Future for historical variety

THANKS. At the end of a busy week I was glad to know that the subject I love and have tried to bring alive in the classroom for the past 10 years is now "narrow and limited" at A-level, and held in contempt by somebody called Robert Tombs (TES, June 28).

The TES does little to offer much in the way of balance in the piece, other than haul out Nick Tate who shines his ray of light on the subject ("consumer choice" indeed). But, however much it makes me see red, that fact is that there is more than a little truth in the complaints.

I am not sure who is to blame. Sean Lang has, in the past, written of his concern about history becoming "Hitler-ised", and those of us who have long held the view that the 20th century seems to dominate A-level would agree.

Yet should the finger be pointed at the exam boards who will of course follow the market, the makers of the never-ending stream of programmes about Hitler, Stalin or world wars 1 and 2. Is it the fault of our society and its almost obsessive tendency to gravitate towards such topics (important though they are)? Or does the blame lie with history teachers themselves?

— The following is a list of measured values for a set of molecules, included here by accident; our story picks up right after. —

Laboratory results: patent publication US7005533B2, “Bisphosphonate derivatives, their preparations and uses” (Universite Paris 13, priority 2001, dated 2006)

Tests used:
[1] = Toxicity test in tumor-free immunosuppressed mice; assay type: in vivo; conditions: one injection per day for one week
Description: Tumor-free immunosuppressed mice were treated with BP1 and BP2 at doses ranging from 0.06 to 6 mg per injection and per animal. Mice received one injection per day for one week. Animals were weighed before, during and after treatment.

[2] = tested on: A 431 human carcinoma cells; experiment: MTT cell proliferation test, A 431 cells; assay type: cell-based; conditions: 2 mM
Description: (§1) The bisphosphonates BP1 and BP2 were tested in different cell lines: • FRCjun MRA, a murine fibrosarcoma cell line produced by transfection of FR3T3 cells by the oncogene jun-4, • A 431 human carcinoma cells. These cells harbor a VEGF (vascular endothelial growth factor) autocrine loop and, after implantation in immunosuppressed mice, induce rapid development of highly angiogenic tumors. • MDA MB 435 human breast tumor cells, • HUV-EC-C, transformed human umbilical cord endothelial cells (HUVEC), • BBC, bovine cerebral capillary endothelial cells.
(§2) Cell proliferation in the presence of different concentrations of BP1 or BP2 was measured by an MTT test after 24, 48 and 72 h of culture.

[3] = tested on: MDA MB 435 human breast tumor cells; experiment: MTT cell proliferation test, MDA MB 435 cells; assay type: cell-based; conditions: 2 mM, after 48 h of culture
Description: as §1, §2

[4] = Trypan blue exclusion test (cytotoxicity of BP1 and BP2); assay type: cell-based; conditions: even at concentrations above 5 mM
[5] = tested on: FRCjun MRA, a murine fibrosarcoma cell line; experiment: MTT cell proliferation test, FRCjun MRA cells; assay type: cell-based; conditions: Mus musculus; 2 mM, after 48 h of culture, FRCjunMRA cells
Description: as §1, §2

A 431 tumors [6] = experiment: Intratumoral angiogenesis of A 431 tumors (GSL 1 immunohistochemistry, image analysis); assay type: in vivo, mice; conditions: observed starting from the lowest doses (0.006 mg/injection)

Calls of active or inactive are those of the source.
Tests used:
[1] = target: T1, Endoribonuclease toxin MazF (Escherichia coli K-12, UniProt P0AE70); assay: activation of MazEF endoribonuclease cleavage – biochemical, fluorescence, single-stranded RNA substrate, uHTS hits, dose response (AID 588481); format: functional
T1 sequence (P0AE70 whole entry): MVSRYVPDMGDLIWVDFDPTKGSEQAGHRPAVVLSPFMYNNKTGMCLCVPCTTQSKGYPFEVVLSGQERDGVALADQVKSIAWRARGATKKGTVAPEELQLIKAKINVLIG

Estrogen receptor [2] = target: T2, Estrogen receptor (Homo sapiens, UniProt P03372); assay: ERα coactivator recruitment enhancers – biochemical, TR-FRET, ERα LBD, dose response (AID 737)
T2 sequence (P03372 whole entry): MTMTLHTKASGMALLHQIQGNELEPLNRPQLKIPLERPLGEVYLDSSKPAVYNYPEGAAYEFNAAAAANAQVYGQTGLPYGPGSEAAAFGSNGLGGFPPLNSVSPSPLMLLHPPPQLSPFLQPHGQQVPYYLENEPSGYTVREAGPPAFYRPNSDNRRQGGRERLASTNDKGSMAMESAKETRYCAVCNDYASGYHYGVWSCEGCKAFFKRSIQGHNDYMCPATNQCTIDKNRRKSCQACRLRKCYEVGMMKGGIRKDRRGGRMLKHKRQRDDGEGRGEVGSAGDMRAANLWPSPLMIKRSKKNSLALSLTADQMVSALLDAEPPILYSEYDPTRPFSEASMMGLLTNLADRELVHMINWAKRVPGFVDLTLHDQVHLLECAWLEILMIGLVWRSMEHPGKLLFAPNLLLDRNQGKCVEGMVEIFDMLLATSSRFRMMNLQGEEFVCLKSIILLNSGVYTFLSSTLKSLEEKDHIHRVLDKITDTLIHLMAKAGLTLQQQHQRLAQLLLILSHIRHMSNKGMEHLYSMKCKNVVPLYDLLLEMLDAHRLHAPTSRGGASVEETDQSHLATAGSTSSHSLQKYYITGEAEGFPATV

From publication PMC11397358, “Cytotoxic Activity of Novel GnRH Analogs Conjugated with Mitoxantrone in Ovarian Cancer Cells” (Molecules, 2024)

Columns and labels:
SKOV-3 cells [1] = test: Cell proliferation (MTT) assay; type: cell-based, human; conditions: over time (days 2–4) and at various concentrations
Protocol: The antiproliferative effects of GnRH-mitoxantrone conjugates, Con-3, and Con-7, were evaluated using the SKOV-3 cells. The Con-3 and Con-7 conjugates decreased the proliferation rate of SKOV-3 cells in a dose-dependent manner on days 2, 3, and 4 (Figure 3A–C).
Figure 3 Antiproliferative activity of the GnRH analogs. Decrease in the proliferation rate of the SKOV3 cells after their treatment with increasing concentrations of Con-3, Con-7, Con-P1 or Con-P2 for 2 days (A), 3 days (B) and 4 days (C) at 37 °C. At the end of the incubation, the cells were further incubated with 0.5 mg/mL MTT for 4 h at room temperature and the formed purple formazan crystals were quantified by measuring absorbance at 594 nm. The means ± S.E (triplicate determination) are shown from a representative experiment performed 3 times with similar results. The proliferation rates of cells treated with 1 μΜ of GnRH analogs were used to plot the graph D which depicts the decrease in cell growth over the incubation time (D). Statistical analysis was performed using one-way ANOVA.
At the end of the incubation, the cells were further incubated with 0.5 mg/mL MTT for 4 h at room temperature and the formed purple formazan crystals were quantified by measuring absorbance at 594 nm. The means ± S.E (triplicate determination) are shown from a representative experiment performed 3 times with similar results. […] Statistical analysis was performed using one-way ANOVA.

As a member of a department at a comprehensive school (you may remember them?) that promotes a course including The Enlightenment, American and French revolutions, British social history, the unifications of Italy and Germany and the impact of the Chartist movement I would argue we provide more than enough breadth for students wishing to read history at university. Indeed, one first- year student now at Cambridge was awarded the history prize this year. Another wrote back from Edinburgh telling of her surprise that "much of what we are doing we had already covered back at school!"

I say this not to brag but to make the point that not all history departments have given in to the "MTV generation" (do such stereotypes help anybody?) or have bowed to "consumer choice". Perhaps what is needed is a little more imagination on the part of some history departments, to sell "history from before the war". Oh, I know. The textbooks have been bought now. The schemes of work have been written (hopefully!). We know this course inside out.

Well, all right. But if we continue to adopt such an approach, there will be fewer and fewer newly-qualified teachers coming back into the classroom that can do anything but maintain this cycle. And fewer and fewer students leaving our classrooms who are aware of the rich seam of history that lies beneath the world of totalitarianism.

The Historical Association has done a superb job in promoting the teaching and learning of history at key stages 3 and 4. Perhaps it can lead the way by examining ways of enriching the choice and diversity that could be offered to A-level students in order to avoid this supposedly "impoverished education".

David Atkin Head of history Chipping Campden school Cidermill Lane Chipping Campden, Gloucestershire

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